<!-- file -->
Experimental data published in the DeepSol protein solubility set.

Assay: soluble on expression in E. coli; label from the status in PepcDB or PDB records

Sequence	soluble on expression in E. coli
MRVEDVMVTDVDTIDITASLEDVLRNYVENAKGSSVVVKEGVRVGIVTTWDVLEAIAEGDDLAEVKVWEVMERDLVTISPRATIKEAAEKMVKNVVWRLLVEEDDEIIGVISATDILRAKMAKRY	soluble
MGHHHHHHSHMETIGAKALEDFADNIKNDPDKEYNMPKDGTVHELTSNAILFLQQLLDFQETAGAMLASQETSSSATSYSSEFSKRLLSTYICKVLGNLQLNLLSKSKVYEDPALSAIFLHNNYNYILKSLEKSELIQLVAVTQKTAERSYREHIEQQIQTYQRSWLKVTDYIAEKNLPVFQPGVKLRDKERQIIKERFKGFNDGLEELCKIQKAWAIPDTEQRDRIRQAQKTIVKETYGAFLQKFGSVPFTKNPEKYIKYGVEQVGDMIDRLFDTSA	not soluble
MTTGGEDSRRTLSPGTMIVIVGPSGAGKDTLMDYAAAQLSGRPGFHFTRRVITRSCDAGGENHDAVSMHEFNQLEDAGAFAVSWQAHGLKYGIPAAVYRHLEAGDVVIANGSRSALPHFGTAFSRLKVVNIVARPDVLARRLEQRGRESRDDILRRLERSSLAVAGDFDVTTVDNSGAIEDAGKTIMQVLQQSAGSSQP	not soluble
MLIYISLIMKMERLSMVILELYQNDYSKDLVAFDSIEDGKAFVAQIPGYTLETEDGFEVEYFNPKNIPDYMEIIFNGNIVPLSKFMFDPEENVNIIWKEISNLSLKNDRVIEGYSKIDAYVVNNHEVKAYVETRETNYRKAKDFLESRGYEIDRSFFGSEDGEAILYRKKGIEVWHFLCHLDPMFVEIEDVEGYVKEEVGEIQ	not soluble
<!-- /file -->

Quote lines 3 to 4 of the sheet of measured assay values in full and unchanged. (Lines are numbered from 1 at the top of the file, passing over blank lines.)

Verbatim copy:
Sequence	soluble on expression in E. coli
MRVEDVMVTDVDTIDITASLEDVLRNYVENAKGSSVVVKEGVRVGIVTTWDVLEAIAEGDDLAEVKVWEVMERDLVTISPRATIKEAAEKMVKNVVWRLLVEEDDEIIGVISATDILRAKMAKRY	soluble